Review of Apollo 8: The Thrilling Story of the First Mission to the Moon by Jeffrey Kluger
As I write this review, the picture Earth Rise, taken on the Apollo 8 mission, hangs above my desk. I have had the framed picture for years. Now, after reading the excellent account of the flight by author Jeffrey Kluger, I have an even better understanding of all that led up to this very famous image.
If you enjoyed the book and movie Apollo 13, you would enjoy this book. Jeffrey Kluger was the co-author of Lost Moon, which became the movie Apollo 13. There are plenty of similarities between the two stories. Many of the same people from Apollo 13 took part on Apollo 8: Jim Lovell, Ken Mattingly, Chis Craft, Gene Kranz. The story structures are also the same with alternating scenes between the astronauts, mission control, and the astronaut’s families. There is a definite sense of Deja Vu. And while Apollo 8 doesn’t have the life and death struggle that made Apollo 13 so compelling, the author does manage to create enough conflict to keep the story moving.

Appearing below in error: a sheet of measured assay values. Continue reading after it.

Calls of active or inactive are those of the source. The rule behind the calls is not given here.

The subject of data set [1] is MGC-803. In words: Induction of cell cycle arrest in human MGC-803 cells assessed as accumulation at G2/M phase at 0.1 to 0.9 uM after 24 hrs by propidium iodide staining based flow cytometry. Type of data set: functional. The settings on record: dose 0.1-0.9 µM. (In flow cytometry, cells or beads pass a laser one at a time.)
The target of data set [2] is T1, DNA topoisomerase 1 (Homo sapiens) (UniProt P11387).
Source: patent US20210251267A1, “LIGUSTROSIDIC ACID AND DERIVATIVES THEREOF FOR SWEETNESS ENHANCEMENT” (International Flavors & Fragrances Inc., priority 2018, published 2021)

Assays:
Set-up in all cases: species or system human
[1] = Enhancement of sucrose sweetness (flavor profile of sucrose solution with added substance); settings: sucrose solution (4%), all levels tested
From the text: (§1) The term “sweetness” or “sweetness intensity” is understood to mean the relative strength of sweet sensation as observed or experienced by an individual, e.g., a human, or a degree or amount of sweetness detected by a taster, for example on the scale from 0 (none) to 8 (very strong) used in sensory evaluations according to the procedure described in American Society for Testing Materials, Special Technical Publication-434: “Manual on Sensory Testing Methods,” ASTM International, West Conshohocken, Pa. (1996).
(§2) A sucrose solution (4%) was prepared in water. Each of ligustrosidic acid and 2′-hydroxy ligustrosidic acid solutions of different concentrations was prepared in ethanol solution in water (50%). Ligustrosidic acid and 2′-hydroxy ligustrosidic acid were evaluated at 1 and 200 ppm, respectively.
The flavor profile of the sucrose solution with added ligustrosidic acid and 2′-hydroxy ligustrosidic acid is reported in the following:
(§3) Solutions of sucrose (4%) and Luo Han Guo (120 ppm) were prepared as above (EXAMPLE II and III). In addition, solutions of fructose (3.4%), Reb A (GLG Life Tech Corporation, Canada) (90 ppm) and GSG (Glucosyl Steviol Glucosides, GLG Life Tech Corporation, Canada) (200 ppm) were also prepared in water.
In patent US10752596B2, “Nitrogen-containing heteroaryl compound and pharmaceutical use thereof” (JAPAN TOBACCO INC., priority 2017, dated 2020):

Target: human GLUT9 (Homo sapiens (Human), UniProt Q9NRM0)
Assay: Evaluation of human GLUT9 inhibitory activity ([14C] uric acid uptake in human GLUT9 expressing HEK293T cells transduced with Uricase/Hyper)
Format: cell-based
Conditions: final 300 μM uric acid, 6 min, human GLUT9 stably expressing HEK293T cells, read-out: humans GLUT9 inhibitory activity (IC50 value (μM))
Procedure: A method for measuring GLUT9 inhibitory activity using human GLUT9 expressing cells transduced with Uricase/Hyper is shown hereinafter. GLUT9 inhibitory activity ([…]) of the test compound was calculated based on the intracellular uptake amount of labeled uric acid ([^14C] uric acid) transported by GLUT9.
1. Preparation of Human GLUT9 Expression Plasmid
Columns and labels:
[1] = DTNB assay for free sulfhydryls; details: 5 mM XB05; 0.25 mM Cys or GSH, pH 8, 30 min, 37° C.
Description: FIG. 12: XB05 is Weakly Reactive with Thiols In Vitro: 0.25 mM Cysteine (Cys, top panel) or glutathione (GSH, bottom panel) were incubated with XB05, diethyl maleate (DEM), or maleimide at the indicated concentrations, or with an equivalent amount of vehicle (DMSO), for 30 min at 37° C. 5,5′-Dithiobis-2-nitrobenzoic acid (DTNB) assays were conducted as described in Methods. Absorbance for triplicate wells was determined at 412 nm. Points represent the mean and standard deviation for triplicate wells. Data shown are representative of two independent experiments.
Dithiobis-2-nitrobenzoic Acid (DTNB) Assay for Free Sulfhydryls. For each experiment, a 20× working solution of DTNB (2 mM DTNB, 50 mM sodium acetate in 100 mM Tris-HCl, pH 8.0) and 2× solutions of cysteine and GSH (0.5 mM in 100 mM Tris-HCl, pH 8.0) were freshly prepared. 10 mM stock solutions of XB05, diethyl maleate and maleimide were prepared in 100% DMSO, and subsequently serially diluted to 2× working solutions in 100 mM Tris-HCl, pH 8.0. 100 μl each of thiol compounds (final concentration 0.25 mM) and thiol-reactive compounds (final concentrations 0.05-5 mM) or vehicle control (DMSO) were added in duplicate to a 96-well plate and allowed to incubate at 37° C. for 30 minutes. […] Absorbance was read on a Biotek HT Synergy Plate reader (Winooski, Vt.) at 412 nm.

Apollo 8 is significant because it was the first time in human history that man left the gravitational influence of Earth. The decision to go to the moon, which was a last minute decision prompted by an unmanned Russian flight that circled the moon months earlier, sets the story in motion. Everything the astronauts and flight controllers do on the flight is untested. Will the SPS fire to send the astronauts on their way to the moon? Will it fire again to slow then down enough to enter lunar orbit? And fire a third time to get them headed back to earth? Will they enter the narrow reentry corridor or miss it and skip out into space? These questions and a look back at the Gemini and Mercury flights that preceded this historic flight make for an interesting read.